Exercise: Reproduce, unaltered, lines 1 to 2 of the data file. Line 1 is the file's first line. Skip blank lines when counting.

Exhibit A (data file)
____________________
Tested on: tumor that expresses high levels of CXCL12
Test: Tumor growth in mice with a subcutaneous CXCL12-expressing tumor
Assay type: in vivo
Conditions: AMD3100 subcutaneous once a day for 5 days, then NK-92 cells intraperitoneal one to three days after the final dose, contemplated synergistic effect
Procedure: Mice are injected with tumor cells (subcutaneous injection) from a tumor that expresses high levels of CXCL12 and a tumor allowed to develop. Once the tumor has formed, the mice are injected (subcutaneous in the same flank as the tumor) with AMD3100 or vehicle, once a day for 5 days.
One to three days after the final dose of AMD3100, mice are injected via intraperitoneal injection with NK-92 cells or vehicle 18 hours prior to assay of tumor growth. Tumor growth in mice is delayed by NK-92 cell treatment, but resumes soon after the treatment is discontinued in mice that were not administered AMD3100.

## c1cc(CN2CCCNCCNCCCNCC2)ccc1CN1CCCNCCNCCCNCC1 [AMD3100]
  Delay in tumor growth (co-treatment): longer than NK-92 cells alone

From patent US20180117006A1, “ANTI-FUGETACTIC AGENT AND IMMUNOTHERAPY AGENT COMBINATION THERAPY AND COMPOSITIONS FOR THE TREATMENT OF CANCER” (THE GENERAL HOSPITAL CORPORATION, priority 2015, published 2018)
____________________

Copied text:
Tested on: tumor that expresses high levels of CXCL12
Test: Tumor growth in mice with a subcutaneous CXCL12-expressing tumor